Essay about Killing Time

963 Words Dec 9th, 2012 4 Pages
KILLING TIME—Nasibu Mwanukuzi

Ras Nas aka Nasibu Mwanukuzi is a musician and poet from Tanzania living in Oslo. Apart from a poet and short story/fiction writer, he is also a reggae musician. Born in Morogoro (Tanzania), Ras Nas aka Nasibu Mwanukuzi, is an African musician who blends African music and reggae with a dash of poetry. Ras Nas is singer-songwriter, poet, guitarist, percussionist and producer. Nasibu started writing African poetry at the age of 17 and experimented with various forms of African chanting and African drumming. He is also a painter who ran short of paint at one point. Studied Law at the University of Dar es salaam where he graduated with an L.L.B degree in 1984. After graduation he worked for a while as a
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The story has a kind of magical aura about it, again very much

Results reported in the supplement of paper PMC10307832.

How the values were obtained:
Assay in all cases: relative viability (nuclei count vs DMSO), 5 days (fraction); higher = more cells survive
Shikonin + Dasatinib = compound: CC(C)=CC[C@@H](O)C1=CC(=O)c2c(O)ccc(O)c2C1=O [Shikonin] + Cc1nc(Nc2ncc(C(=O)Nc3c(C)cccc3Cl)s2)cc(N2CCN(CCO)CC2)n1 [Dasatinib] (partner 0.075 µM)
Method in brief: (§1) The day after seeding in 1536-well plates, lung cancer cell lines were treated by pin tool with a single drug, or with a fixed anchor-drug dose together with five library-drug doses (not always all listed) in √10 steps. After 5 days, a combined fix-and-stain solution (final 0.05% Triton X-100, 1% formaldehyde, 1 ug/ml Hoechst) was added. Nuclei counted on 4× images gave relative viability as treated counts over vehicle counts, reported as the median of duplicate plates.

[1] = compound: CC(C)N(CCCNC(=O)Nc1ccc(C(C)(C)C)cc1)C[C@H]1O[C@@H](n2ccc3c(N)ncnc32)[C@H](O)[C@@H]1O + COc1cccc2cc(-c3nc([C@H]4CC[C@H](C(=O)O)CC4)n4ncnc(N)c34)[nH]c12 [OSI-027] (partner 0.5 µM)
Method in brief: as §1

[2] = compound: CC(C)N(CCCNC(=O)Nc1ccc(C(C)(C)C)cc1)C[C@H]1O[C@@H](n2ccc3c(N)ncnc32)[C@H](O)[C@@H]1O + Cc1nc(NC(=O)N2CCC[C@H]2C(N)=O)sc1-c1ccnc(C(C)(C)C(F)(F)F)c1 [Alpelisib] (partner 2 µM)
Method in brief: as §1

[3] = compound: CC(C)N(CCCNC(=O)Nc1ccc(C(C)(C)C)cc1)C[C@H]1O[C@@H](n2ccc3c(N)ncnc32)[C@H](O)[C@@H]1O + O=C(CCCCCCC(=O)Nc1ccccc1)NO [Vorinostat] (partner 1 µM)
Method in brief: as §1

representative of African culture as such. Witchcraft, magic, hallucination, mystery etc. seem to be themes very close to Mwanukuzi’s writings. The story happens in a café. The character we are introduced to at first is a man above fifty by appearance. The story might point to the: * Rootlessness/lack of identity faced by many. * Self-reflexivity (“caught my own reflection”) on the part of the narrator who is himself/herself (the gender of the narrator is not specified) killing time. The ease with which s/he guesses the Stranger’s problems might point to his/her own shared experiences pointing towards the universality of issues. Their experiences have plundered them of certain uniqueness characteristic of each individual. There is an air of familiarity among each and every person. Most of them wander aimlessly without any job or productive work and simply wile away time. Looking at another person and his plight is almost like seeing one’s own reflection in the mirror. This theme is further strengthened by the introduction of the third character who is also indulged in the same business of spying on other people. The only difference is in their respective viewpoints regarding the Stranger. In his/her eagerness to judge the Stranger’s position, the narrator forgets the fact that s/he might also fall prey to the scrutiny of others. The ending of the story

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